Stadiums that host both Rugby and Football
While rugby and football may be two completely different sports, they have a closer connection than many people think.
Rugby was created from an early version of football in 1823. Back then, there were few unified rules in sports, and most games were played between universities, colleges and schools. Different regions had different rules on how to play the game, and it’s said that rugby originated at the school of rugby.
Although rugby was originally considered just another version of football, it soon developed into its very own sport. 1871 saw the establishment of the Rugby Football Union, which established the first unified rules of the sport. From here, the modern game was formed, eventually splitting into rugby union and rugby league in 1895.
Both rugby and football are some of the most popular sports in the UK to bet on. You can find bonus deals such as LiveScore offers to help you bet on major rugby and football matches. Over time, the differences between rugby and football have grown, but a lot of football and rugby clubs still share grounds. While the pitches are used in different ways, both use a similar size pitch, and, in many cases, rugby and football teams play on the same pitch. Here are some of the main stadiums which host both football and rugby games.
Old Trafford is one of the most famous stadiums in the UK. As home to Manchester United, it’s also well known throughout the world of football. However, football isn’t the only sport that’s played here, as the grounds have also hosted rugby matches before. Constructed in the year 1910, the stadium is of historical importance. Today, it’s been modernised and holds up to 74,000 people. It’s used most regularly by Manchester United but has also hosted games for the Rugby League World Cup on three separate occasions. Old Trafford saw top-level rugby matches played on its pitches in 1995, 2013 and 2021.
Parc Olympic Lyonnais, or OL Stadium, is found in Decines-Charpieu, a town based in the Lyon Metropolis of France. It’s home to the football team Olympic Lyonnais but also hosts rugby matches too. It was constructed in 2012, making it a relatively new stadium that has plenty of modern technology and amenities. It can hold up to 59,000 people, and while it’s predominately a football ground, its record attendance was during a rugby game. The OL Stadium has held rugby games in the past, hosting matches between teams in the Top 14. Additionally, OL Stadium will be hosting games during the 2023 Rugby League World Cup.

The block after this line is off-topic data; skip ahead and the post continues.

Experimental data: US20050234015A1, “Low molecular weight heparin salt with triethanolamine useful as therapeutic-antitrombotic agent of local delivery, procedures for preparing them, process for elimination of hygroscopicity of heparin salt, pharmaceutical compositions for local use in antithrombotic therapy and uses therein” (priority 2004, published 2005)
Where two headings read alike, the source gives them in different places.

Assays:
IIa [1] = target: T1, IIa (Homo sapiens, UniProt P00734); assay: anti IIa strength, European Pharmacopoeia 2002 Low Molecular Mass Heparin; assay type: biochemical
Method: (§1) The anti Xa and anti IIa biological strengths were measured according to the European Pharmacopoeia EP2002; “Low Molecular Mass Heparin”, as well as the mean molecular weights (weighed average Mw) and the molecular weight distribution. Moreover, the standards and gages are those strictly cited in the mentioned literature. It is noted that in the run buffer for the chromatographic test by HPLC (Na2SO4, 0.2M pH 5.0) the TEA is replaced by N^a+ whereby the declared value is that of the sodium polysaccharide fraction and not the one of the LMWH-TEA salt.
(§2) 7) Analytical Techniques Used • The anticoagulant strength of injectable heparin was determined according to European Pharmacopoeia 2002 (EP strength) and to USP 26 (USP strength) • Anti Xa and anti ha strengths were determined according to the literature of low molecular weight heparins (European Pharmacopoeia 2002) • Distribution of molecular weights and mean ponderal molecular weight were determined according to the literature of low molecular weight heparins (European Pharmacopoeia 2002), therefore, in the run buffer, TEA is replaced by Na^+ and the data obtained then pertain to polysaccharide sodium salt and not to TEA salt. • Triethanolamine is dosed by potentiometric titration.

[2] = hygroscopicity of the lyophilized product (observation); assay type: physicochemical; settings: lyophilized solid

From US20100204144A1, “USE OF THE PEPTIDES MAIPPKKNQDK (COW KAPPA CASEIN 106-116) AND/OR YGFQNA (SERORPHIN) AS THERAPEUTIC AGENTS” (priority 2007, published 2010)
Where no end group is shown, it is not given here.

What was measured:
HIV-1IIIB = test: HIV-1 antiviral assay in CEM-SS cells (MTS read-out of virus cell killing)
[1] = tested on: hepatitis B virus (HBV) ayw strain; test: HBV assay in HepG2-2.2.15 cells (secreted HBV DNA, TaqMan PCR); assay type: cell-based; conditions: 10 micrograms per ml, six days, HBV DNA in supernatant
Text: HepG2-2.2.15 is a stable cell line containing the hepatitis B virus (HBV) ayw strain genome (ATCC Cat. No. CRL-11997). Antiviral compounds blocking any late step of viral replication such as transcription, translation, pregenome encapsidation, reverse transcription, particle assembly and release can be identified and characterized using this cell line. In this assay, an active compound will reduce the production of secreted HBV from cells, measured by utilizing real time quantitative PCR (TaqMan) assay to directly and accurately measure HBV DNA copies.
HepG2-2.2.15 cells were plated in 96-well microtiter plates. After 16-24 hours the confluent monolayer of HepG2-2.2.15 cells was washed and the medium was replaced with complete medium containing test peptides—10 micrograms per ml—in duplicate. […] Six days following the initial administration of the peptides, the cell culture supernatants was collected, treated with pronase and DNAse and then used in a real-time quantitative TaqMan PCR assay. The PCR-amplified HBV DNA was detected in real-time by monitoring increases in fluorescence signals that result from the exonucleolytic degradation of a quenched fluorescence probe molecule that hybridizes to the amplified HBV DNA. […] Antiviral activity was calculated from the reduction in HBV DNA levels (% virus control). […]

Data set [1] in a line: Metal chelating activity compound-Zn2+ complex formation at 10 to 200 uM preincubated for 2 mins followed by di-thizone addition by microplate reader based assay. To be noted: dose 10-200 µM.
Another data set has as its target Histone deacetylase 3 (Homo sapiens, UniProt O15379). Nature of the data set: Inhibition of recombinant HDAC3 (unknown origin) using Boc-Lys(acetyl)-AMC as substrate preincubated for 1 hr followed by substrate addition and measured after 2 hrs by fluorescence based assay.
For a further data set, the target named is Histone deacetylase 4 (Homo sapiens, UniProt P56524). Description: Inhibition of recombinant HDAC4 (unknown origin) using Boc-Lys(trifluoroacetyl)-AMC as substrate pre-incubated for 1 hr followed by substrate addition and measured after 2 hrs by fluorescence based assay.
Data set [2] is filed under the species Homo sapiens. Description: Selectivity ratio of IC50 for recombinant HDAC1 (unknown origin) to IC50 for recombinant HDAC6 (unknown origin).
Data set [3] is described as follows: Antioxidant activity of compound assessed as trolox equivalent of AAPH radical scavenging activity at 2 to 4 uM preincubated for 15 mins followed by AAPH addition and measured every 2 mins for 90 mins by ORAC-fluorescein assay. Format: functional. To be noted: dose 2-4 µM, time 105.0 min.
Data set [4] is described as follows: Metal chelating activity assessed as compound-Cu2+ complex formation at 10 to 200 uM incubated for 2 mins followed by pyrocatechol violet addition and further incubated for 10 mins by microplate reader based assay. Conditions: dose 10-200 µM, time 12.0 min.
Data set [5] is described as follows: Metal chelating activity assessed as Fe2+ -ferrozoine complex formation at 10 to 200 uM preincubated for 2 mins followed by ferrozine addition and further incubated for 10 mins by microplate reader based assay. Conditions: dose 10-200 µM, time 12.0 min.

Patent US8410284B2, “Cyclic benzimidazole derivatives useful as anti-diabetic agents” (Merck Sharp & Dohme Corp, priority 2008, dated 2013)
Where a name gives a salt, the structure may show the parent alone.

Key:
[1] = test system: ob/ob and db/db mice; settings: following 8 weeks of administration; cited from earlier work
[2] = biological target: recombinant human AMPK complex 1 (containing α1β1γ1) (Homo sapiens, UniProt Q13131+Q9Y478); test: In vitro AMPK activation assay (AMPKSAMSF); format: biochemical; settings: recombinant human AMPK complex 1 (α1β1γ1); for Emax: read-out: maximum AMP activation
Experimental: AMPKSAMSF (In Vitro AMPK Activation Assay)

Stade de France
Stade de France is the French national stadium, and with a capacity of 80,000, it’s the seventh-largest stadium in Europe. As well as hosting national football matches, it’s also used by the national French rugby union team and athletic competitions too. The stadium is used by local rugby clubs Stade Francais and Racing Metro 92. It regularly hosts some of the biggest rugby competitions in France, such as the Coupe de France, Coupe de la Ligue and Challenge de France. It will be one of the host stadiums during the 2023 Rugby League World Cup.
Wembley is the UK’s largest stadium, holding up to 90,000 spectators. It’s most commonly used as a stadium for the England national football team. However, Wembley is used for everything from boxing matches to big concerts. The original Wembley Stadium was constructed in 1923, but the current version is a modernised stadium completed in 2007. Wembley has hosted both rugby league and rugby union matches, with the rugby league challenge cup final being played at Wembley annually since 1929.